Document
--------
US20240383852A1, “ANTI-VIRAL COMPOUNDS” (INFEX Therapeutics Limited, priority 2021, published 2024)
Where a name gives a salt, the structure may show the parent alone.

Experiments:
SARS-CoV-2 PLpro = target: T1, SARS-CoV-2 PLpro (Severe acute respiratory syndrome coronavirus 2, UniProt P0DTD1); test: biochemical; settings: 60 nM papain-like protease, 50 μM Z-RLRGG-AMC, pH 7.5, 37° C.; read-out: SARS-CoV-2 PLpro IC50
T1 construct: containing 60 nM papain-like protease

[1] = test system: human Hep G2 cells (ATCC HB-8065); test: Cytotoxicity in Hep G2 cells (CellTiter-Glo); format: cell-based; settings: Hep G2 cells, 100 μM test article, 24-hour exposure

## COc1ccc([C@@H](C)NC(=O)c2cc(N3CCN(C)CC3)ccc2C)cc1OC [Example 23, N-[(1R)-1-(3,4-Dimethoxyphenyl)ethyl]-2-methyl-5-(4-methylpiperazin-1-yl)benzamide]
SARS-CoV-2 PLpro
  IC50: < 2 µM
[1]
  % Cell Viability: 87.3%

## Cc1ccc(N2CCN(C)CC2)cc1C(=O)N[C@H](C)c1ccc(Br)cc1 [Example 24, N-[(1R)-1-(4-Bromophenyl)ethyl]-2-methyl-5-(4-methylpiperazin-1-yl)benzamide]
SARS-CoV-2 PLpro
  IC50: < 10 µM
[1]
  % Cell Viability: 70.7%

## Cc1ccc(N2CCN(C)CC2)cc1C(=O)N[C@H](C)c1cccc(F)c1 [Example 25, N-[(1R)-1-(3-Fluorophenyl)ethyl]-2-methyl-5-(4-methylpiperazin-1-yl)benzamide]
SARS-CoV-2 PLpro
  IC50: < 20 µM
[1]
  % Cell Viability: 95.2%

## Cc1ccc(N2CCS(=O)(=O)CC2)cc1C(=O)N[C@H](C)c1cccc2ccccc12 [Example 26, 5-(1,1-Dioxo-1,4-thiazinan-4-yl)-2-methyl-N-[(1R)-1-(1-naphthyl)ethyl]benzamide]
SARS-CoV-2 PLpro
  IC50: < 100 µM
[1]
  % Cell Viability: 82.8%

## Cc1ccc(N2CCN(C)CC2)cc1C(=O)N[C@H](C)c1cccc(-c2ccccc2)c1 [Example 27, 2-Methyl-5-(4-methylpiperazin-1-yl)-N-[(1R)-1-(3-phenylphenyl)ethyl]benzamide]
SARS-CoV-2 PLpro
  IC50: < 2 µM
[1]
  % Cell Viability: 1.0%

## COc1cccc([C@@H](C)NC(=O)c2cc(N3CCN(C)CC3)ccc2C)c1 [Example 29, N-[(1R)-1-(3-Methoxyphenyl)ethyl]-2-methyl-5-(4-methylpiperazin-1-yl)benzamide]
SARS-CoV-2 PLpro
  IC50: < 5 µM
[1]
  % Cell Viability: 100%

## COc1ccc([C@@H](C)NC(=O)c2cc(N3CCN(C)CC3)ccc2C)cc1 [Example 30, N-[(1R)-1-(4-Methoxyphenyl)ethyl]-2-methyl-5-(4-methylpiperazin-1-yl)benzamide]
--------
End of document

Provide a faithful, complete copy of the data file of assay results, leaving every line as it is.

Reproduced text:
US20240383852A1, “ANTI-VIRAL COMPOUNDS” (INFEX Therapeutics Limited, priority 2021, published 2024)
Where a name gives a salt, the structure may show the parent alone.

Experiments:
SARS-CoV-2 PLpro = target: T1, SARS-CoV-2 PLpro (Severe acute respiratory syndrome coronavirus 2, UniProt P0DTD1); test: biochemical; settings: 60 nM papain-like protease, 50 μM Z-RLRGG-AMC, pH 7.5, 37° C.; read-out: SARS-CoV-2 PLpro IC50
T1 construct: containing 60 nM papain-like protease

[1] = test system: human Hep G2 cells (ATCC HB-8065); test: Cytotoxicity in Hep G2 cells (CellTiter-Glo); format: cell-based; settings: Hep G2 cells, 100 μM test article, 24-hour exposure

## COc1ccc([C@@H](C)NC(=O)c2cc(N3CCN(C)CC3)ccc2C)cc1OC [Example 23, N-[(1R)-1-(3,4-Dimethoxyphenyl)ethyl]-2-methyl-5-(4-methylpiperazin-1-yl)benzamide]
SARS-CoV-2 PLpro
  IC50: < 2 µM
[1]
  % Cell Viability: 87.3%

## Cc1ccc(N2CCN(C)CC2)cc1C(=O)N[C@H](C)c1ccc(Br)cc1 [Example 24, N-[(1R)-1-(4-Bromophenyl)ethyl]-2-methyl-5-(4-methylpiperazin-1-yl)benzamide]
SARS-CoV-2 PLpro
  IC50: < 10 µM
[1]
  % Cell Viability: 70.7%

## Cc1ccc(N2CCN(C)CC2)cc1C(=O)N[C@H](C)c1cccc(F)c1 [Example 25, N-[(1R)-1-(3-Fluorophenyl)ethyl]-2-methyl-5-(4-methylpiperazin-1-yl)benzamide]
SARS-CoV-2 PLpro
  IC50: < 20 µM
[1]
  % Cell Viability: 95.2%

## Cc1ccc(N2CCS(=O)(=O)CC2)cc1C(=O)N[C@H](C)c1cccc2ccccc12 [Example 26, 5-(1,1-Dioxo-1,4-thiazinan-4-yl)-2-methyl-N-[(1R)-1-(1-naphthyl)ethyl]benzamide]
SARS-CoV-2 PLpro
  IC50: < 100 µM
[1]
  % Cell Viability: 82.8%

## Cc1ccc(N2CCN(C)CC2)cc1C(=O)N[C@H](C)c1cccc(-c2ccccc2)c1 [Example 27, 2-Methyl-5-(4-methylpiperazin-1-yl)-N-[(1R)-1-(3-phenylphenyl)ethyl]benzamide]
SARS-CoV-2 PLpro
  IC50: < 2 µM
[1]
  % Cell Viability: 1.0%

## COc1cccc([C@@H](C)NC(=O)c2cc(N3CCN(C)CC3)ccc2C)c1 [Example 29, N-[(1R)-1-(3-Methoxyphenyl)ethyl]-2-methyl-5-(4-methylpiperazin-1-yl)benzamide]
SARS-CoV-2 PLpro
  IC50: < 5 µM
[1]
  % Cell Viability: 100%

## COc1ccc([C@@H](C)NC(=O)c2cc(N3CCN(C)CC3)ccc2C)cc1 [Example 30, N-[(1R)-1-(4-Methoxyphenyl)ethyl]-2-methyl-5-(4-methylpiperazin-1-yl)benzamide]